Corporate and white-collar crimes are harmful to people, economy and social organizations. The harm produced by corporate crime varies; it depends on who the victim is. It can be said that there are five kinds of corporate crime. (Hughes & Langan, 2001: 246) The first is crimes where the employee is the victim, this is done in order to lessen costs, maximise profits or to meet deadlines (Hughes & Langan, 2001:246). Companies may violate the law by having poor health and safety regulations. The second is where the offence is committed against consumers.

These offences include fraudulent advertising, bad quality products or the disobedience of regulations to defend the wellbeing of the ones who obtain a product or a service. (Hughes & Langan, 2001:248) the third is Offences against the public, which are "the potential danger to the public and the environment resulting from industrial development… " (Hughes & Langan, 2001:249). Finally offences against the state, because of the state intervention in many of the corporate processes, companies or government officials may incur in corruption. (Hughes & Langan, 2001:250)

As was argued before the extent of the crime varies. It harms economy, social organizations, employees, consumers, the state, the public and the environment. Corporations crimes are much more serious than street crime because they are able to harm different institutions and people at the same time and usually they do not receive any punishment. This essay will now present some examples of different corporate crimes that will show how serious their consequences can be. The Ford Pinto case: In the 1960s ford motor company run into production the compact Pinto model (Hagan, 2002:340).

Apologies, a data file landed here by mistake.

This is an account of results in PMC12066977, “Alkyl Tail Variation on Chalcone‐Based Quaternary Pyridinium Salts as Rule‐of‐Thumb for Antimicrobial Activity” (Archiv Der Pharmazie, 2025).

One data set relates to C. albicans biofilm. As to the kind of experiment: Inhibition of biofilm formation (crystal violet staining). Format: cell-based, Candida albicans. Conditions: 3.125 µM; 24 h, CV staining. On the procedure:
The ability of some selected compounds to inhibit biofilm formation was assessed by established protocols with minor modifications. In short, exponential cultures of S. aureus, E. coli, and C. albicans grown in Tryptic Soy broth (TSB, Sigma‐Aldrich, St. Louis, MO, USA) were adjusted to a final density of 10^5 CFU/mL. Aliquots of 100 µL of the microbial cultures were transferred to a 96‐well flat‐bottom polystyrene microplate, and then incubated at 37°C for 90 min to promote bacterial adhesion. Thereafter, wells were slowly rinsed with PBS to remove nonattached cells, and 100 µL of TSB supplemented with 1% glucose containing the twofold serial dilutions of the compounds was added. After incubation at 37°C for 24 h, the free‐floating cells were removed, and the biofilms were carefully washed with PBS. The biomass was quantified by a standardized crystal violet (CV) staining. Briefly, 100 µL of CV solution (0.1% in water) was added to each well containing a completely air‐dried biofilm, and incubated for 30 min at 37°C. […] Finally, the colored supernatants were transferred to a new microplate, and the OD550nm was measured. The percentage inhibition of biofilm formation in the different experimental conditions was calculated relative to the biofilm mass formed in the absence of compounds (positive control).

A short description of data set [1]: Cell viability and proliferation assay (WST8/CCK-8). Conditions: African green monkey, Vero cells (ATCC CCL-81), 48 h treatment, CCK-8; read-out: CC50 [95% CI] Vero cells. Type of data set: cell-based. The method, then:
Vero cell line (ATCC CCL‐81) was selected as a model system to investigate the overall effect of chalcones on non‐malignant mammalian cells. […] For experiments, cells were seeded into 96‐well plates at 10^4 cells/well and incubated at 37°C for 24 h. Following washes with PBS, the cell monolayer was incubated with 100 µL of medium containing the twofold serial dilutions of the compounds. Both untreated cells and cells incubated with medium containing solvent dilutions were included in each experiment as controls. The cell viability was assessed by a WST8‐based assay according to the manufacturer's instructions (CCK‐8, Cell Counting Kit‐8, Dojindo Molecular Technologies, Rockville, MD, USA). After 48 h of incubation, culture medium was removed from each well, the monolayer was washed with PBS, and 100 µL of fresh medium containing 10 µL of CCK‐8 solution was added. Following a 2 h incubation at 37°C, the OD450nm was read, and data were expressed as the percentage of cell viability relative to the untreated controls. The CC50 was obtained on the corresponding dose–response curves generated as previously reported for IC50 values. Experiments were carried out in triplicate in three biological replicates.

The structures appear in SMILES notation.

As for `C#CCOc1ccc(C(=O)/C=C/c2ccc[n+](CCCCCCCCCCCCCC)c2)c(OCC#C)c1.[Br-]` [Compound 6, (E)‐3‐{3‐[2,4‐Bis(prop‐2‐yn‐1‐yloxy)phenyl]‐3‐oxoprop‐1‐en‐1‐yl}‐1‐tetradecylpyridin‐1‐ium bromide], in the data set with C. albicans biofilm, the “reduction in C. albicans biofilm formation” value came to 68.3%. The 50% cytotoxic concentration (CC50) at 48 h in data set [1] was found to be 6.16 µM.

In order to compete with the global market and even though the crash tests results were not satisfactory -it demonstrated that the fuel tank exploded in rear-end collisions- the company continued the production. (Hagan, 2002:340) This company choose profit over human lives. (Hagan, 2002:340) The company avoid federal safety standards that would have made them implement a design modification in the fuel tank. (Hagan, 2002:340) Five Hundred people were burnt to death because of the malfunction on the tank.

(Hagan, 2002:340) According to the company memorandum Ford completed a cost and benefit analysis where the costs for paying deaths, injuries and damages were less than the costs of changing the tank. (Hagan, 2002:340) In other words it was economical to face the lawsuits than to solve the problem. (Hagan, 2002:340) This was the first time a corporation in the United States of America was prosecuted for murder. (Hagan, 2002:340) This vehicle was finally recalled in 1978. (Hagan, 2002:340) Ships of shame:

Six bulk carriers were lost after departing from ports in Western Australia, where in three incidents the entire crew perished, resulting in a total of 77 deaths. These ships were contracted to take iron ore and other materials away from the Northeastern Australian coast, an inquiry to the Commonwealth Shipping industry found that the ships weren't appropriate for sea transportation. However regulators have been ignoring this fact. In addition to this it was revealed that Filipino and other foreign crew of these vessels were subjected to physical abuse, starved of food and denied any contact with their families.

Ruthless competition among contractors was considered as the major factor for using substandard ships and poor human resources techniques. Conclusion: Corporate and White Collar crime are graver than street crime. Even though street crime seems to be more serious because it is more apparent to s the truth is than cooperate and white crime can be far more dangerous because they have the power to change laws and the economical resources to defend themselves. Corporate crime is much more costly. Its harms can be directed to the public, environment and to the society.